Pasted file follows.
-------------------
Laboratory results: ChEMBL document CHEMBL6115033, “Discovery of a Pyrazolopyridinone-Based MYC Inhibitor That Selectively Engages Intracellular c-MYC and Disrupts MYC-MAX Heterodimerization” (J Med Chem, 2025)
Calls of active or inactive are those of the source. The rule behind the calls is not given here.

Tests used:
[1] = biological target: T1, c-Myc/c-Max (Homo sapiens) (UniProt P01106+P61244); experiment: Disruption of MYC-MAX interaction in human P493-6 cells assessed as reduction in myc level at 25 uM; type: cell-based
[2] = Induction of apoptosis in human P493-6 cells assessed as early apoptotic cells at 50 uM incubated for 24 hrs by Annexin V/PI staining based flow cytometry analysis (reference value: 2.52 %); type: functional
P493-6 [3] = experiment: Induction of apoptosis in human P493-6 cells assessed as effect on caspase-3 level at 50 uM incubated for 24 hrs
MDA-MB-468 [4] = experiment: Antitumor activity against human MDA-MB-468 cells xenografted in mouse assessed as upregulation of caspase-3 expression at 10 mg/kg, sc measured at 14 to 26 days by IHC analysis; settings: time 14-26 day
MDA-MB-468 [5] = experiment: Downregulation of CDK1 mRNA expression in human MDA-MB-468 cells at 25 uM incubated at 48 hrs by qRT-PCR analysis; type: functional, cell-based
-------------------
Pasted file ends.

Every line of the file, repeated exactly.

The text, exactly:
Laboratory results: ChEMBL document CHEMBL6115033, “Discovery of a Pyrazolopyridinone-Based MYC Inhibitor That Selectively Engages Intracellular c-MYC and Disrupts MYC-MAX Heterodimerization” (J Med Chem, 2025)
Calls of active or inactive are those of the source. The rule behind the calls is not given here.

Tests used:
[1] = biological target: T1, c-Myc/c-Max (Homo sapiens) (UniProt P01106+P61244); experiment: Disruption of MYC-MAX interaction in human P493-6 cells assessed as reduction in myc level at 25 uM; type: cell-based
[2] = Induction of apoptosis in human P493-6 cells assessed as early apoptotic cells at 50 uM incubated for 24 hrs by Annexin V/PI staining based flow cytometry analysis (reference value: 2.52 %); type: functional
P493-6 [3] = experiment: Induction of apoptosis in human P493-6 cells assessed as effect on caspase-3 level at 50 uM incubated for 24 hrs
MDA-MB-468 [4] = experiment: Antitumor activity against human MDA-MB-468 cells xenografted in mouse assessed as upregulation of caspase-3 expression at 10 mg/kg, sc measured at 14 to 26 days by IHC analysis; settings: time 14-26 day
MDA-MB-468 [5] = experiment: Downregulation of CDK1 mRNA expression in human MDA-MB-468 cells at 25 uM incubated at 48 hrs by qRT-PCR analysis; type: functional, cell-based